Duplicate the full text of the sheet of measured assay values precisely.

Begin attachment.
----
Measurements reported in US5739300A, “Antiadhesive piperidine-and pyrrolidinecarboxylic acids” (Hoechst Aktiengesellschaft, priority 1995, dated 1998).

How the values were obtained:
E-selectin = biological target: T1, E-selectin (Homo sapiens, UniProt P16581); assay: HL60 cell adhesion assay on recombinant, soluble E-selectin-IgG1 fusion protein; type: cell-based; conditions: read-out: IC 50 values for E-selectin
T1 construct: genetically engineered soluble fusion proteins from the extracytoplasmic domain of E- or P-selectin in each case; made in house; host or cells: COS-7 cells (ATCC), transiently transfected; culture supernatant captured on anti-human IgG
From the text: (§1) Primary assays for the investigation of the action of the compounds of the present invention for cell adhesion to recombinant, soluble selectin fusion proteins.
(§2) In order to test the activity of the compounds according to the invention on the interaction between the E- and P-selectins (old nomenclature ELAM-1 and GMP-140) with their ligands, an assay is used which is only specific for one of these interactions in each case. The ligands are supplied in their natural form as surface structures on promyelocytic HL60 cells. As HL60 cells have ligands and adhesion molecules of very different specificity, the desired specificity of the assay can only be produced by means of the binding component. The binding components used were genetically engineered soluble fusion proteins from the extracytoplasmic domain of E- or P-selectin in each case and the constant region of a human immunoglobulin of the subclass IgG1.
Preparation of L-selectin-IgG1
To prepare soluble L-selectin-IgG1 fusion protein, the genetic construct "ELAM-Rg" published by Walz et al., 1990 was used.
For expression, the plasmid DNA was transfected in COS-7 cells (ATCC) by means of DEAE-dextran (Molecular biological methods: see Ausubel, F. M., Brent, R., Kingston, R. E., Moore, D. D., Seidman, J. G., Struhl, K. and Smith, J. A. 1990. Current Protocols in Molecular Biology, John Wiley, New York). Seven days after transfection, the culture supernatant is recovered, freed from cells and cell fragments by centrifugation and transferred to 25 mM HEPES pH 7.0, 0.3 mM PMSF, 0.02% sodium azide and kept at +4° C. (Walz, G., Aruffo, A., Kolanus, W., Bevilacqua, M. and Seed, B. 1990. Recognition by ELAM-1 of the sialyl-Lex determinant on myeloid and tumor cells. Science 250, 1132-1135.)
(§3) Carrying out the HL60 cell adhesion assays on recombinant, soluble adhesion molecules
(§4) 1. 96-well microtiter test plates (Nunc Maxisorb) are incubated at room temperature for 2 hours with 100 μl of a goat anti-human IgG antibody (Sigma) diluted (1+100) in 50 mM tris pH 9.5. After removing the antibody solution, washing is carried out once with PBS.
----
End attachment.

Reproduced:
Measurements reported in US5739300A, “Antiadhesive piperidine-and pyrrolidinecarboxylic acids” (Hoechst Aktiengesellschaft, priority 1995, dated 1998).

How the values were obtained:
E-selectin = biological target: T1, E-selectin (Homo sapiens, UniProt P16581); assay: HL60 cell adhesion assay on recombinant, soluble E-selectin-IgG1 fusion protein; type: cell-based; conditions: read-out: IC 50 values for E-selectin
T1 construct: genetically engineered soluble fusion proteins from the extracytoplasmic domain of E- or P-selectin in each case; made in house; host or cells: COS-7 cells (ATCC), transiently transfected; culture supernatant captured on anti-human IgG
From the text: (§1) Primary assays for the investigation of the action of the compounds of the present invention for cell adhesion to recombinant, soluble selectin fusion proteins.
(§2) In order to test the activity of the compounds according to the invention on the interaction between the E- and P-selectins (old nomenclature ELAM-1 and GMP-140) with their ligands, an assay is used which is only specific for one of these interactions in each case. The ligands are supplied in their natural form as surface structures on promyelocytic HL60 cells. As HL60 cells have ligands and adhesion molecules of very different specificity, the desired specificity of the assay can only be produced by means of the binding component. The binding components used were genetically engineered soluble fusion proteins from the extracytoplasmic domain of E- or P-selectin in each case and the constant region of a human immunoglobulin of the subclass IgG1.
Preparation of L-selectin-IgG1
To prepare soluble L-selectin-IgG1 fusion protein, the genetic construct "ELAM-Rg" published by Walz et al., 1990 was used.
For expression, the plasmid DNA was transfected in COS-7 cells (ATCC) by means of DEAE-dextran (Molecular biological methods: see Ausubel, F. M., Brent, R., Kingston, R. E., Moore, D. D., Seidman, J. G., Struhl, K. and Smith, J. A. 1990. Current Protocols in Molecular Biology, John Wiley, New York). Seven days after transfection, the culture supernatant is recovered, freed from cells and cell fragments by centrifugation and transferred to 25 mM HEPES pH 7.0, 0.3 mM PMSF, 0.02% sodium azide and kept at +4° C. (Walz, G., Aruffo, A., Kolanus, W., Bevilacqua, M. and Seed, B. 1990. Recognition by ELAM-1 of the sialyl-Lex determinant on myeloid and tumor cells. Science 250, 1132-1135.)
(§3) Carrying out the HL60 cell adhesion assays on recombinant, soluble adhesion molecules
(§4) 1. 96-well microtiter test plates (Nunc Maxisorb) are incubated at room temperature for 2 hours with 100 μl of a goat anti-human IgG antibody (Sigma) diluted (1+100) in 50 mM tris pH 9.5. After removing the antibody solution, washing is carried out once with PBS.